Most of the sites are posted on www. or on Yahoo, which has had a directory for e-panhandling since 1996. But because most sites were spoofs rather than actual pleas for cold hard cash, they were listed under "Humor." Last fall, Yahoo finally changed the heading to "Poverty" after seeing a large spike in the number of searches on the topic. "We realized that they weren't just humorous joke pages. People are really taking this seriously," says Michelle Heimburger, senior lead surfer for Yahoo, which lists more than seventy such sites. "And even though it's been around for a while, it's definitely a new trend. We're really seeing a lot of traffic."

Which is exactly what Palmer and Kowalyshyn plan to capitalize on. "There seem to be new links popping up like this every day," Palmer says. "It's definitely on the rise, which is why I wanted to try and get a jump on it now, while it can still be profitable."

It has yet to be for Kowalyshyn. So far, only his brother has given him a dollar -- two, to be exact.

J. Michael Faragher, dean of the school of professional studies at Metropolitan State College of Denver, studies Internet trends and warns that not everyone will have Bosnak's luck. "This is just one more example of the entrepreneurial American spirit," he says. "But what is going to happen fairly quickly is that so many of these sites will pop up that they'll max it out, and nobody will make any money. What worries me is that people will get sucked in by scam sites. This kind of thing always draws people just looking to make a quick buck. There is no way to tell if these pleas are legitimate."

Palmer and Laurita swear that they're good people who just need a little help. They've even made a pledge to live more frugally while cyberbegging, including cutting out Laurita's weekly manicures. "We both gave up Starbucks, and we haven't gone out drinking or to eat in months," Palmer swears. "There are so many things that we wasted our money on over the years, but we are definitely not living large now."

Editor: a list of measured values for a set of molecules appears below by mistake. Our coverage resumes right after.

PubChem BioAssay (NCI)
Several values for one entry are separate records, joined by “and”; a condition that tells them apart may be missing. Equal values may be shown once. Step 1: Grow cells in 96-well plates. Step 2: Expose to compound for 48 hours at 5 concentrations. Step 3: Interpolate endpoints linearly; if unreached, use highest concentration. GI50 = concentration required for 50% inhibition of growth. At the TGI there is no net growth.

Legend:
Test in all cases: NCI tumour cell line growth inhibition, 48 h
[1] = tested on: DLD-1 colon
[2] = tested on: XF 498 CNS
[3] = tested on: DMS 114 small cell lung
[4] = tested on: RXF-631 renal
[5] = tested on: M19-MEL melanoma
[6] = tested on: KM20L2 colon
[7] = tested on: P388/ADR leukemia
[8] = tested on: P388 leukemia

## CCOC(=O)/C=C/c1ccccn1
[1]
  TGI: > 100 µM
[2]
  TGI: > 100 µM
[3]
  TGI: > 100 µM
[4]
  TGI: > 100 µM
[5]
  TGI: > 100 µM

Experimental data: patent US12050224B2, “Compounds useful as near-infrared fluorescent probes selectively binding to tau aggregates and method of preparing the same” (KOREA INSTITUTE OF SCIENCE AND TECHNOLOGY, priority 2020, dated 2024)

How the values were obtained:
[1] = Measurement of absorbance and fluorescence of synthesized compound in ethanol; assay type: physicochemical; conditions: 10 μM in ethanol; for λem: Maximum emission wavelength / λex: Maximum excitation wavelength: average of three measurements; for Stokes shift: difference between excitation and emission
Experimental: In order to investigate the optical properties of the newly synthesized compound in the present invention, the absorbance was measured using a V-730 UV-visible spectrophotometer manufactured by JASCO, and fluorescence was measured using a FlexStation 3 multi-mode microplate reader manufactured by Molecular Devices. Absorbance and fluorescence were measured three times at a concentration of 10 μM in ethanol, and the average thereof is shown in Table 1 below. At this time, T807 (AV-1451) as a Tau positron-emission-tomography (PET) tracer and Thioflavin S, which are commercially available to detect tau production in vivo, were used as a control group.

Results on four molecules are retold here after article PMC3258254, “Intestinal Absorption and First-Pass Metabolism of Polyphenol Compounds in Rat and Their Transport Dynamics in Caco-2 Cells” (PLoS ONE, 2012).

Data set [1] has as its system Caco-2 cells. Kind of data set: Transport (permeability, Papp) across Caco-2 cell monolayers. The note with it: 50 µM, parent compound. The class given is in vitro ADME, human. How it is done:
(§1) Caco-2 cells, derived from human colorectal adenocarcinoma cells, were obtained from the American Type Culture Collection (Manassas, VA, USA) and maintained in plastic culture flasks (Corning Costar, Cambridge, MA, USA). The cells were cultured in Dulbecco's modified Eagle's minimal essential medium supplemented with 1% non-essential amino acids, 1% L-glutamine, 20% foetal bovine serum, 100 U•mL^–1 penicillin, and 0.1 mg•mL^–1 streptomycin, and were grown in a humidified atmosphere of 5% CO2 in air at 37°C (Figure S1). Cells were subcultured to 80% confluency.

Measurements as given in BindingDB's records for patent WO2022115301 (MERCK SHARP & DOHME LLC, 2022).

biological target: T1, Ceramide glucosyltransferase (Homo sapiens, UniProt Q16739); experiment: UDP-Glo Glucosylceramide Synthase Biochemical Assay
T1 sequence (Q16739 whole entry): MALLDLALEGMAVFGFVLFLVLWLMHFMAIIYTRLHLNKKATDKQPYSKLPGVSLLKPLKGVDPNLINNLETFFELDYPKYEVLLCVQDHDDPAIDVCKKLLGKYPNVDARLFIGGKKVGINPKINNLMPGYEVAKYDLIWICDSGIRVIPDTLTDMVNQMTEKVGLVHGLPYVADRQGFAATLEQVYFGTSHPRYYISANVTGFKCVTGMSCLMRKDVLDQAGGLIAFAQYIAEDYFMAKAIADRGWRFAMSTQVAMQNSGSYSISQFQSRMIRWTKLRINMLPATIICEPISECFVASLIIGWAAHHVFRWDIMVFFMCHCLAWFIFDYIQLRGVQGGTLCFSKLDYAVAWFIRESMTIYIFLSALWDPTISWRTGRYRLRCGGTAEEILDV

Kowalyshyn also promises he's a good guy who just who got caught up in the "whole being-hip-in-Denver thing" after moving here in 1999 from Connecticut, where he went to college. He's rediscovering his culinary abilities and is entertaining himself at home instead of at the Bluebird Theater. "I always liked cooking, but I was just lazy," he says. "I'm also trying to work on my drawing skills, especially figure drawing."

The three hope their sacrifices will make potential donors feel better about giving to gainfully employed twenty-somethings instead of recognized charities. "I understand that there are so many great causes out there," Palmer says. "All I'm trying to do is pay off my debt. If you have a dollar to spare and you don't want to give it to me, fine. But give that dollar to someone."

It did not, however, make message-board users on, a wedding resource site, feel any pity for his and Laurita's plight. After Palmer posted a message about on January 22, other Knot members spent the rest of the day flaming the couple for their audacity. "You are pathetic," wrote LaBelleFemme. "My friend declared bankruptcy because he accumulated so much debt. Why don't you consider that? Or better yet, just pay your bills? You both are apparently financial idiots, so no matter how much money people give you, you will never be able to 1. appreciate it 2. spend it wisely. I hope that one of you gets a clue so you won't be living in perpetual debt. Good luck."

Kowalyshyn has gotten better responses, with most people just lamenting, "You bastard, you thought of it before I did," he says.

But the still-cynical Laurita isn't counting on luck or do-gooders, preferring to save the old-fashioned way. "My goal is to have my credit cards paid off by this December, no matter what," she says. "I want it to be done so I can move on with my life."

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Julie Dunn
Contact: Julie Dunn